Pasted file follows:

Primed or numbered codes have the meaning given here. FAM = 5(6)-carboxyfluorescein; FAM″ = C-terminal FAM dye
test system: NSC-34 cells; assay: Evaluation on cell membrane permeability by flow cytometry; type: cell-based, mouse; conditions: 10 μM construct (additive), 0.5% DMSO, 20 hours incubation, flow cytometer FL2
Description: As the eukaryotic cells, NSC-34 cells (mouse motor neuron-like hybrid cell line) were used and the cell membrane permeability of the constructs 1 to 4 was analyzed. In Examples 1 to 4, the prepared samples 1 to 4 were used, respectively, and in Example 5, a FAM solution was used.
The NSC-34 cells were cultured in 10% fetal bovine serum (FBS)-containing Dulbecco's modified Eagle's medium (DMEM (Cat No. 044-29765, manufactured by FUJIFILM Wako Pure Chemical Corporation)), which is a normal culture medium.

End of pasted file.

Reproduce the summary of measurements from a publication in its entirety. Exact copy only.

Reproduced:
Primed or numbered codes have the meaning given here. FAM = 5(6)-carboxyfluorescein; FAM″ = C-terminal FAM dye
test system: NSC-34 cells; assay: Evaluation on cell membrane permeability by flow cytometry; type: cell-based, mouse; conditions: 10 μM construct (additive), 0.5% DMSO, 20 hours incubation, flow cytometer FL2
Description: As the eukaryotic cells, NSC-34 cells (mouse motor neuron-like hybrid cell line) were used and the cell membrane permeability of the constructs 1 to 4 was analyzed. In Examples 1 to 4, the prepared samples 1 to 4 were used, respectively, and in Example 5, a FAM solution was used.
The NSC-34 cells were cultured in 10% fetal bovine serum (FBS)-containing Dulbecco's modified Eagle's medium (DMEM (Cat No. 044-29765, manufactured by FUJIFILM Wako Pure Chemical Corporation)), which is a normal culture medium.